Lessons in Engaged Symbiosis

An update on Climate Action Community (CAC)

Hi, I’m Lauren! I’m a resident of the Life Itself Berlin Hub and the founder of Climate Action Community (CAC). I was asked to write an update about the Berlin hub, and to share about CAC and a project that CAC is currently embarking on.

Truthfully, I often come face to face with my own shortcomings when I try to write about CAC. I think it’s a struggle to articulate what I think CAC is in the larger context of metamodernism and systems transformation. I want to share how it feels to participate in this space, but struggle to make visible, tangible and legible the impacts CAC has on participants and our surroundings when so much of what happens at CAC isn’t about happening — it’s about a shift in being with. It’s about the challenges of concretizing something unknown and alive, naming something that is evolving and shifting before your very eyes. It’s about new ways of engaging in the world and with each other. How does CAC fit within the ethos of larger cultural transformation, and how can I articulate what I feel CAC is, in a blog post? So, please bear with me.

Climate Action Community

Climate Action Community (CAC) came into being on October 5th, 2020 when a small group of friends came together for a plant-based potluck in the Life Itself Berlin Hub. The intentions behind CAC had been gestating for many years prior and over the years CAC has evolved, like any living system.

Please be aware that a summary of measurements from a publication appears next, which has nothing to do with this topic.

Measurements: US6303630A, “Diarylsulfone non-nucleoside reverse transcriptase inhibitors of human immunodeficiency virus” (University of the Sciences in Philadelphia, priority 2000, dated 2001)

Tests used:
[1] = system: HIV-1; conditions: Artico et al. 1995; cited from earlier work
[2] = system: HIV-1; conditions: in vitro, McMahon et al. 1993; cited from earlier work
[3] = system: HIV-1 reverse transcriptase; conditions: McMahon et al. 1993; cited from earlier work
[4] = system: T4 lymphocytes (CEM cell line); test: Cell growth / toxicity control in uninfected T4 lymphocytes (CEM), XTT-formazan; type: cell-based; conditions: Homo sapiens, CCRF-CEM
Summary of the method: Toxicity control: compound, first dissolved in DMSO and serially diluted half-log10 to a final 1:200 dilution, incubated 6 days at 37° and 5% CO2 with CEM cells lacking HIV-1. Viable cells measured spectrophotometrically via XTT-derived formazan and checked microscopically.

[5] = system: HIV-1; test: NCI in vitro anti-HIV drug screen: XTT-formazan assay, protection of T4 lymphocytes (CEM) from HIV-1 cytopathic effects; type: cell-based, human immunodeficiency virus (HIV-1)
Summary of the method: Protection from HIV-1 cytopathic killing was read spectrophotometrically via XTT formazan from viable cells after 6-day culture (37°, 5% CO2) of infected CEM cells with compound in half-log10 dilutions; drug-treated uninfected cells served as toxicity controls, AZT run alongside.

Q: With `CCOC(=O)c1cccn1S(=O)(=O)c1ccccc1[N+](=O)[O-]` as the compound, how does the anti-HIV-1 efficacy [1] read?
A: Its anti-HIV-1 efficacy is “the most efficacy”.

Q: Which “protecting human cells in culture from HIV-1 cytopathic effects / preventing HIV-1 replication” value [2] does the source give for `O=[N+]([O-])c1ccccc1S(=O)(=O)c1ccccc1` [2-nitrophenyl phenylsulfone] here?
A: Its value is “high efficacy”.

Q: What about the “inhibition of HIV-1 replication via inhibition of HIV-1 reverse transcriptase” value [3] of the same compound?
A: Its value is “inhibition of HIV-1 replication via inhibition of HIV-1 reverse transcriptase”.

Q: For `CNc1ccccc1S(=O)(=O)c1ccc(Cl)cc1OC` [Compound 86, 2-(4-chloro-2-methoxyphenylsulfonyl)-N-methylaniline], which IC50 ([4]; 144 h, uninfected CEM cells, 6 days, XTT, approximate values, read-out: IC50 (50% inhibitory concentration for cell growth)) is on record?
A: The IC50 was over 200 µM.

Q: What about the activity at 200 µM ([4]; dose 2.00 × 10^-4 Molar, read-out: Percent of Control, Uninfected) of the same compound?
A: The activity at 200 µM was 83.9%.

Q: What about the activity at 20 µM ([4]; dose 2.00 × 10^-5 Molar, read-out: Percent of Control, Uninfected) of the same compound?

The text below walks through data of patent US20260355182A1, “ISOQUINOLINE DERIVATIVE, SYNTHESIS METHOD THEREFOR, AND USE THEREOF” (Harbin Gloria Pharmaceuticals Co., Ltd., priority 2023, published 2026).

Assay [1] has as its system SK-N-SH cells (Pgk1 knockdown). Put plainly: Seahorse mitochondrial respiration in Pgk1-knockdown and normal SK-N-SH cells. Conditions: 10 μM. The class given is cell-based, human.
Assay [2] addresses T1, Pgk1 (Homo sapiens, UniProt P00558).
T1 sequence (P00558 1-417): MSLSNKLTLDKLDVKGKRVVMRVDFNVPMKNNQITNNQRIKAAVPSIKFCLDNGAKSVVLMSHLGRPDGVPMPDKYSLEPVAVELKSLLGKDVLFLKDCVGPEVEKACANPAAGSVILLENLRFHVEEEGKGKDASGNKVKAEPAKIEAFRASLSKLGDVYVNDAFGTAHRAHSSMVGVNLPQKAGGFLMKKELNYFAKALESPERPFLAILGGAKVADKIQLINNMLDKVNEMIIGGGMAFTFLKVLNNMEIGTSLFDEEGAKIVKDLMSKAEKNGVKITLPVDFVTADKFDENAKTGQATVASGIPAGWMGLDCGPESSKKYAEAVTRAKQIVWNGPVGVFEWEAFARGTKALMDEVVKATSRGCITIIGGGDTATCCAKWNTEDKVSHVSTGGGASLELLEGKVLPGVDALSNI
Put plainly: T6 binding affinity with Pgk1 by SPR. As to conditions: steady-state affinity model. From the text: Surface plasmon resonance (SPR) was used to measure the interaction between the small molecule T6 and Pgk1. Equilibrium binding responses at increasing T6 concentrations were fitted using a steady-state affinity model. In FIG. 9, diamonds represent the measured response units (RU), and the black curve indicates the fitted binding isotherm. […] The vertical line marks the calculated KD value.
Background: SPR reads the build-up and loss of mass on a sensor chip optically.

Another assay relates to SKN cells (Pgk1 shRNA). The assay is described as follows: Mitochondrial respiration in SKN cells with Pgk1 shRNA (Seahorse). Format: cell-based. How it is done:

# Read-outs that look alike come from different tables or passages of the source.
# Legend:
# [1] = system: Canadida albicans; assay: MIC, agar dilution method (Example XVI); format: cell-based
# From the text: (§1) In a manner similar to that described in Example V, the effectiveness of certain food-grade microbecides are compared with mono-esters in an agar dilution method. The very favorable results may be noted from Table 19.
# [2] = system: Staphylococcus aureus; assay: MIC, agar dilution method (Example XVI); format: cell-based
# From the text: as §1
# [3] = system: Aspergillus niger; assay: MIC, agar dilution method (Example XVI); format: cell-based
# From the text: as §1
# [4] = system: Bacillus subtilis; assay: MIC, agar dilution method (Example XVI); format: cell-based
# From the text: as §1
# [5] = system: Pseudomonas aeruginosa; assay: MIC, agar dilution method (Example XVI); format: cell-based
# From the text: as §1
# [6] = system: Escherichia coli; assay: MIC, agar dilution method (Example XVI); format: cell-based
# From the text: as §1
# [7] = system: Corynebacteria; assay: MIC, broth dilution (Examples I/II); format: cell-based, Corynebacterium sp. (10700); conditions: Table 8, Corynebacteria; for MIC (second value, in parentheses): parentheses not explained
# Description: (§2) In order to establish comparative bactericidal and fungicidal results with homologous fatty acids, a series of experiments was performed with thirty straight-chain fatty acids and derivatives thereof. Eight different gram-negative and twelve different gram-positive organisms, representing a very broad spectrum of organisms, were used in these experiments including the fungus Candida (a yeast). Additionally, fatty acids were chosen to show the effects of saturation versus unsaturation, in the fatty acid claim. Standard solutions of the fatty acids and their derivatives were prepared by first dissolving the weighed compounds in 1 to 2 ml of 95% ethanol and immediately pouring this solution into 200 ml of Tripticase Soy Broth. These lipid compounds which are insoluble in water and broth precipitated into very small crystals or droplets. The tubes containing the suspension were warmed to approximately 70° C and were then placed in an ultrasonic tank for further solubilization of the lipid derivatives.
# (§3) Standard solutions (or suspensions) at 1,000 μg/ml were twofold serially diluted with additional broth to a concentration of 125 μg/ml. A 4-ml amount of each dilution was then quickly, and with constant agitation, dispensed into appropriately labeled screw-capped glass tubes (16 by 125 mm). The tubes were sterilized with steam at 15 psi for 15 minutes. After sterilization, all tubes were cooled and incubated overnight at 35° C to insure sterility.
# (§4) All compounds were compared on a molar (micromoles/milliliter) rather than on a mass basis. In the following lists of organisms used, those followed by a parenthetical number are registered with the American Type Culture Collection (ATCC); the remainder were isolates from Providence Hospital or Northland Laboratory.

We have grown from 5 people to a Berlin-wide community of over 75 members. We’ve worked with political parties and citizens initiatives. We moved from a more top-down, expert led approach to something more grassroots. But broadly, our intentions have remained the same:  to support a transition from individual climate anxiety to collective climate action.

“CAC builds agency and capability with an open and supportive environment for “learning, being, and doing together.” Weekly themed evening sessions create a context for deep connection, inspiration, and empowerment. Members and guest speakers share knowledge and inspire action. We build a collective capacity for discomfort, grief, and uncertainty with listening circles, “check-ins” to gauge how members are coping, and other psychosocial support. We plan actions and interventions based on shared knowledge. Members take ownership and grow their own initiatives, like the CAC Regenerative Gardening Group.”

CAC is just as much about the community as it is about the climate action. To articulate this, I often use “The Mushroom Metaphor.”

The Mushroom Metaphor

The fruiting body of a mushroom is the part you see growing on top of the soil or from a fallen tree – the part we all recognize as ‘mushroom’ – the part that is visible (and sometimes edible).

But that is only one small part of the mushroom. Most of the organism lies below the surface — a vast network of microscopic threads connecting mushrooms to other mushrooms and even to other organisms, like trees.

This mycelium represents the unseen support structure that we develop and the relationships that we build at Climate Action Community – compassion, trust, respect, relationality, leadership capacity, and mutual aid that we share with each other, and the strong ties we build within and between communities.

It is only after developing the mycelium, that network of care and support and relationship and interdependence, that remarkable projects – the fruiting bodies – can emerge.

The first logo we used for CAC included a mushroom. This mushroom metaphor permeates the ethos of our organization, and it is an apt way of seeing the projects that arise.